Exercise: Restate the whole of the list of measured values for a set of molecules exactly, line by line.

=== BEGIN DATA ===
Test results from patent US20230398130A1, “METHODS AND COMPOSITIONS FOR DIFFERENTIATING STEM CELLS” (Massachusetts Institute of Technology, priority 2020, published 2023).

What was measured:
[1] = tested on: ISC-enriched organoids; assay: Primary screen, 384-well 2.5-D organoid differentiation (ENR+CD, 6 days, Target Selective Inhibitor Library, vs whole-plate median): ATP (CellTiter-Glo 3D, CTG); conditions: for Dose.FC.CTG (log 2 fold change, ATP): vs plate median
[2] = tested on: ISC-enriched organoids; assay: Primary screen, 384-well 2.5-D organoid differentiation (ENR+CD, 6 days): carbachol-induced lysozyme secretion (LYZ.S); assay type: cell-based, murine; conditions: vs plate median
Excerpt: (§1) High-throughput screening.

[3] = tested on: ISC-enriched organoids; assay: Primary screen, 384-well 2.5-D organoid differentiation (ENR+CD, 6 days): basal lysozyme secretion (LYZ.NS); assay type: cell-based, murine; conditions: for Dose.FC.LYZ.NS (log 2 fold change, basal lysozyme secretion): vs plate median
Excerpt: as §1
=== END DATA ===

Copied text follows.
Test results from patent US20230398130A1, “METHODS AND COMPOSITIONS FOR DIFFERENTIATING STEM CELLS” (Massachusetts Institute of Technology, priority 2020, published 2023).

What was measured:
[1] = tested on: ISC-enriched organoids; assay: Primary screen, 384-well 2.5-D organoid differentiation (ENR+CD, 6 days, Target Selective Inhibitor Library, vs whole-plate median): ATP (CellTiter-Glo 3D, CTG); conditions: for Dose.FC.CTG (log 2 fold change, ATP): vs plate median
[2] = tested on: ISC-enriched organoids; assay: Primary screen, 384-well 2.5-D organoid differentiation (ENR+CD, 6 days): carbachol-induced lysozyme secretion (LYZ.S); assay type: cell-based, murine; conditions: vs plate median
Excerpt: (§1) High-throughput screening.

[3] = tested on: ISC-enriched organoids; assay: Primary screen, 384-well 2.5-D organoid differentiation (ENR+CD, 6 days): basal lysozyme secretion (LYZ.NS); assay type: cell-based, murine; conditions: for Dose.FC.LYZ.NS (log 2 fold change, basal lysozyme secretion): vs plate median
Excerpt: as §1